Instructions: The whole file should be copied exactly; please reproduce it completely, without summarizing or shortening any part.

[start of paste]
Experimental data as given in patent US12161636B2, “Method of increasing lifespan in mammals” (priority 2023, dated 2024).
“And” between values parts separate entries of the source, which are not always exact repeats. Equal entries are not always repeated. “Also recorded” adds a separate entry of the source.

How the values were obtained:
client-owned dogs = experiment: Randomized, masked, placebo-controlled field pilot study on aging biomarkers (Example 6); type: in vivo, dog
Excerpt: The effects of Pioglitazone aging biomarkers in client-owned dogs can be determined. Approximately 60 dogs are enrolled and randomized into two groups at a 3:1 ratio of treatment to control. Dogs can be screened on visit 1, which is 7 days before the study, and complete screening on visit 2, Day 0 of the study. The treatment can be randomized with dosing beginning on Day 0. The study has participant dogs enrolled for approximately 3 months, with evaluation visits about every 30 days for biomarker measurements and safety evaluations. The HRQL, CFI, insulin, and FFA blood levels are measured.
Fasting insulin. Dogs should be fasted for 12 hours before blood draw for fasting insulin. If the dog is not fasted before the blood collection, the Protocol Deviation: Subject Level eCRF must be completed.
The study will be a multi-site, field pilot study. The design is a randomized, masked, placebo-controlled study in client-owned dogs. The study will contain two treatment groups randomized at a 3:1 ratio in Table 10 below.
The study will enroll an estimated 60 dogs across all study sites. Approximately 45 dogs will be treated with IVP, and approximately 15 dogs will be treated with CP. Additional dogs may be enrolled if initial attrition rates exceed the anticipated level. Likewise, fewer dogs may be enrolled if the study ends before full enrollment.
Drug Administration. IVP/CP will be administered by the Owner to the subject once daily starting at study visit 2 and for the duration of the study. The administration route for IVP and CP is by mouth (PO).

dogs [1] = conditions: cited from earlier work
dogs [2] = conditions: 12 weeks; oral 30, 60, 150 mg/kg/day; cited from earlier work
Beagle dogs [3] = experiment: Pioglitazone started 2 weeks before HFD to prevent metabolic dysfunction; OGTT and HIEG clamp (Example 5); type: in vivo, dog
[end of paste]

Experimental data as given in patent US12161636B2, “Method of increasing lifespan in mammals” (priority 2023, dated 2024).
“And” between values parts separate entries of the source, which are not always exact repeats. Equal entries are not always repeated. “Also recorded” adds a separate entry of the source.

How the values were obtained:
client-owned dogs = experiment: Randomized, masked, placebo-controlled field pilot study on aging biomarkers (Example 6); type: in vivo, dog
Excerpt: The effects of Pioglitazone aging biomarkers in client-owned dogs can be determined. Approximately 60 dogs are enrolled and randomized into two groups at a 3:1 ratio of treatment to control. Dogs can be screened on visit 1, which is 7 days before the study, and complete screening on visit 2, Day 0 of the study. The treatment can be randomized with dosing beginning on Day 0. The study has participant dogs enrolled for approximately 3 months, with evaluation visits about every 30 days for biomarker measurements and safety evaluations. The HRQL, CFI, insulin, and FFA blood levels are measured.
Fasting insulin. Dogs should be fasted for 12 hours before blood draw for fasting insulin. If the dog is not fasted before the blood collection, the Protocol Deviation: Subject Level eCRF must be completed.
The study will be a multi-site, field pilot study. The design is a randomized, masked, placebo-controlled study in client-owned dogs. The study will contain two treatment groups randomized at a 3:1 ratio in Table 10 below.
The study will enroll an estimated 60 dogs across all study sites. Approximately 45 dogs will be treated with IVP, and approximately 15 dogs will be treated with CP. Additional dogs may be enrolled if initial attrition rates exceed the anticipated level. Likewise, fewer dogs may be enrolled if the study ends before full enrollment.
Drug Administration. IVP/CP will be administered by the Owner to the subject once daily starting at study visit 2 and for the duration of the study. The administration route for IVP and CP is by mouth (PO).

dogs [1] = conditions: cited from earlier work
dogs [2] = conditions: 12 weeks; oral 30, 60, 150 mg/kg/day; cited from earlier work
Beagle dogs [3] = experiment: Pioglitazone started 2 weeks before HFD to prevent metabolic dysfunction; OGTT and HIEG clamp (Example 5); type: in vivo, dog